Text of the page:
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The U.S. Food and Drug Administration OKd Feb. 1 adding “diabetes mellitus” to the safety labeling of Zoloft (sertraline), a selective serotonin reuptake inhibitor antidepressant. The chronic condition appears under “Other Events Observed During the Post-marketing Evaluation” of Zoloft, which, for the time being, does not mean that the drug causes diabetes.

Diabetes joins birth defects as a condition observed among those either who take the drug or who in utero are exposed to it. Hence, here is what has not changed on Zoloft prescription guidance: “Patients should be advised to notify their physician if they become pregnant or intend to become pregnant during therapy,” according to Zoloft’s precautions. The reason for this language is that an apparent neonatal Zoloft side effect is linked to taking the drug, and it is also at the heart of Zoloft lawsuits filed in the U.S.

Although some studies are discordant, the Zoloft prescribing information includes the following: “Infants exposed to SSRIs in pregnancy may have an increased risk for persistent pulmonary hypertension of the newborn. PPHN occurs in 1-2 per 1,000 live births in the general population and is associated with substantial neonatal morbidity and mortality. Several recent epidemiologic studies suggest a positive statistical association between SSRI use (including Zoloft) in pregnancy and PPHN.”

In addition to Pfizer’s Zoloft, SSRIs include Paxil, Celexa, Lexapro, Prozac, Luvox and Viibryd.

The peculiar connection between PPHN and this class of antidepressants raised federal eyebrows in 2006, when the FDA, reacting to a study published that year in The New England Journal of Medicine, “asked the sponsors of all SSRIs to change prescribing information to describe the potential risk for PPHN.” The administration described PPHN as a “life-threatening lung condition that occurs soon after birth of the newborn.”

The FDA explained in a public health advisory that results of the notable 2006 NEJM study showed “PPHN was six times more common in babies whose mothers took an SSRI antidepressant after the 20th week of the pregnancy compared to babies whose mothers did not take an antidepressant.”

Today’s SSRI labeling is somewhat of a remnant of the 2006 science. It may remain intact unless or until ongoing studies veer from a collision course toward rock-solid evidence of the increased risk of PPHN in the newborns of women who use Zoloft during pregnancy. Pharmaceutical injury lawyers, in Zoloft lawsuits and the like, assert on behalf of their injured clients that the risk is unreasonable and that SSRI manufacturers failed to warn those who regulate, prescribe, dispense and take the drug.

In more recent years, Washington shifted into neutral in regard to an association between fetal exposure to SSRIs and complications for the newborn, citing prevailing “conflicting results” from the medical scientific community.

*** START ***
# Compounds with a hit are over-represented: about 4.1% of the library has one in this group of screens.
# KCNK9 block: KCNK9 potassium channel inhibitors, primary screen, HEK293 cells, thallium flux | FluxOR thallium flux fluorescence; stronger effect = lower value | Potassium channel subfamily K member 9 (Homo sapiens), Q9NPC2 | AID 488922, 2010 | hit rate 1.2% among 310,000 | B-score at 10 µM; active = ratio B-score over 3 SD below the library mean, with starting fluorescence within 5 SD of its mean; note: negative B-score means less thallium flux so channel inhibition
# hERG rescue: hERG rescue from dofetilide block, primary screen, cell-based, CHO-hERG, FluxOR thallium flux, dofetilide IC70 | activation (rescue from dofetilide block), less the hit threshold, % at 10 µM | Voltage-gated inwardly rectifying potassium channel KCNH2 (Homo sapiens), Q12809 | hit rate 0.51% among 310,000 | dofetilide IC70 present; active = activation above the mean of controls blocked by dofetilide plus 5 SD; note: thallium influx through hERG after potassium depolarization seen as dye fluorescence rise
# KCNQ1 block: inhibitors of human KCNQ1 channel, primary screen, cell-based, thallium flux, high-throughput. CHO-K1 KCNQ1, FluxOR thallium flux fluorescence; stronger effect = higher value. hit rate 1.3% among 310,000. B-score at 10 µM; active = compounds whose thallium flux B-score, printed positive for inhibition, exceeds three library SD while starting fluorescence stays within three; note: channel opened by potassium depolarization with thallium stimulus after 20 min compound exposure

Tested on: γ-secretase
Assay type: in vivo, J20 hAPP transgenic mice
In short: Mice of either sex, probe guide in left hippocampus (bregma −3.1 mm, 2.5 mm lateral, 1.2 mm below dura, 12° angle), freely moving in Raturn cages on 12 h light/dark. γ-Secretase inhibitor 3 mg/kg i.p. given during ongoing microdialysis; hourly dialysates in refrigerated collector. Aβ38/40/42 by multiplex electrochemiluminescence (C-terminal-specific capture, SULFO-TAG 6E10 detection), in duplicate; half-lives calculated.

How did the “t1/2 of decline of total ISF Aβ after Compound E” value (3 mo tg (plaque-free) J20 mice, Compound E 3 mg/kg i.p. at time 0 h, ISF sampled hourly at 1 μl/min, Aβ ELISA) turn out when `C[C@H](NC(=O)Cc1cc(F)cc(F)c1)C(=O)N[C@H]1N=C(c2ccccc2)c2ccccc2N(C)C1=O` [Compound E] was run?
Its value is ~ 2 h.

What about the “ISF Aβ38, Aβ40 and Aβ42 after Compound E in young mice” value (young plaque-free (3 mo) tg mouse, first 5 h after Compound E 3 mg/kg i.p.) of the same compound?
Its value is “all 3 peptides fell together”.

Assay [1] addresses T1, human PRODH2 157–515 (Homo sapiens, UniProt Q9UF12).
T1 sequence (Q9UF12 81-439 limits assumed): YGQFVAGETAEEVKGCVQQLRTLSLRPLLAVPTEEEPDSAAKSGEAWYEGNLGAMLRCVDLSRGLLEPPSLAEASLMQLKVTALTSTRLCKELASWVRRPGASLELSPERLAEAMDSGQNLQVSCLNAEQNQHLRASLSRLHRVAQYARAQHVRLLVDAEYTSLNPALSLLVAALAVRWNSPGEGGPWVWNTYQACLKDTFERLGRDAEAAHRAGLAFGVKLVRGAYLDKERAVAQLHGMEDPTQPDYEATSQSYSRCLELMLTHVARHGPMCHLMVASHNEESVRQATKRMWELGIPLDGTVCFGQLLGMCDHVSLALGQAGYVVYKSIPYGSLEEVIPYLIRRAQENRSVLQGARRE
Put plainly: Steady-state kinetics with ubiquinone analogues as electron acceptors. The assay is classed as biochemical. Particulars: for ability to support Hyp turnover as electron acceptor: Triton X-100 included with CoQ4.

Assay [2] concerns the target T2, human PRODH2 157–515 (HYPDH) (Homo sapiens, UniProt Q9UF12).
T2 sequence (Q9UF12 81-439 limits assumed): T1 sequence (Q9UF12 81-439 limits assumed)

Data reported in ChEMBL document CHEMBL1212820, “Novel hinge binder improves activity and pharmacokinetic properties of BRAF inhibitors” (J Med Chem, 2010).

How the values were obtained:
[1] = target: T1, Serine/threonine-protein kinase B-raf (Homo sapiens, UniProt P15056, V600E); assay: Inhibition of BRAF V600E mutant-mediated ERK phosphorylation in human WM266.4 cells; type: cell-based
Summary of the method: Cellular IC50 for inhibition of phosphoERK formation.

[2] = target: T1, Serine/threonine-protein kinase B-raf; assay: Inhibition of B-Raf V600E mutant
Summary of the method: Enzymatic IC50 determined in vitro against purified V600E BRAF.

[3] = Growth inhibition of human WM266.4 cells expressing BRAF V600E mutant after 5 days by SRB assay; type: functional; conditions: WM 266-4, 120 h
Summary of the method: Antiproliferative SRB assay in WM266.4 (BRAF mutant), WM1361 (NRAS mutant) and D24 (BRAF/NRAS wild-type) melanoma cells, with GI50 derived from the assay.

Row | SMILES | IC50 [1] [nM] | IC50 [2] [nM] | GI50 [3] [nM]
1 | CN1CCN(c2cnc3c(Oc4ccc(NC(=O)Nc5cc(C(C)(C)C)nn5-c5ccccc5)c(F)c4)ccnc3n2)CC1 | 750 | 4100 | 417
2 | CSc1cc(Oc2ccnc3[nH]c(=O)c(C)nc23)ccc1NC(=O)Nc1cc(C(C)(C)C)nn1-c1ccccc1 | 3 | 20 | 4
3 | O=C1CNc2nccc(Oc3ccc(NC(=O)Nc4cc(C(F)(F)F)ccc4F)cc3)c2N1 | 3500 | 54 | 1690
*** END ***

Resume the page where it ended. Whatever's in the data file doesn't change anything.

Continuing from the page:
Nevertheless, there is one very telling development. Although the FDA is treading carefully as a matter of public policy, researchers, as a matter of ethics and common sense, are not. They are striving to preclude from SSRI experimentation women who are pregnant or who may become pregnant. If this walk on empirical egg shells says nothing about the apparent increased PPHN risk that this class of antidepressants poses, then what does signal such peril? Would researchers run from a phantom risk like this?

A clinical trial that is sponsored by Case Western Reserve University is indeed a Case in point. With the University of Washington and the U.S. National Institute of Mental Health as its collaborators, the Case Western clinical trial will track the efficacy of two approaches to treating post-traumatic stress disorder. One method will consist of the solo flight of the antidepressant sertraline, and the other will include sertraline use in concert with prolonged exposure to “cognitive behavioral therapy.”

The study, as of this writing, is recruiting participants ages 18 to 65 who will be interviewed at specified long-term and short-term intervals so as to reveal the extent to which one PTSD treatment or the other is working. The experiment will collect data until January 2015.

Any guesses on who ideally will not participate in this Zoloft study? Among the excluded is any “pregnant or sexually active female without adequate birth control,” according to a summary of the trial provided by the U.S. National Institutes of Health.

Any woman who took Zoloft during pregnancy and whose child suffered from pulmonary complications may want to contact one of the experienced pharmaceutical injury attorneys at Reich & Binstock [] for a free consultation and a determination of whether there is an entitlement to compensation. Reach the law firm toll-free at 1-866-LAW-2400.

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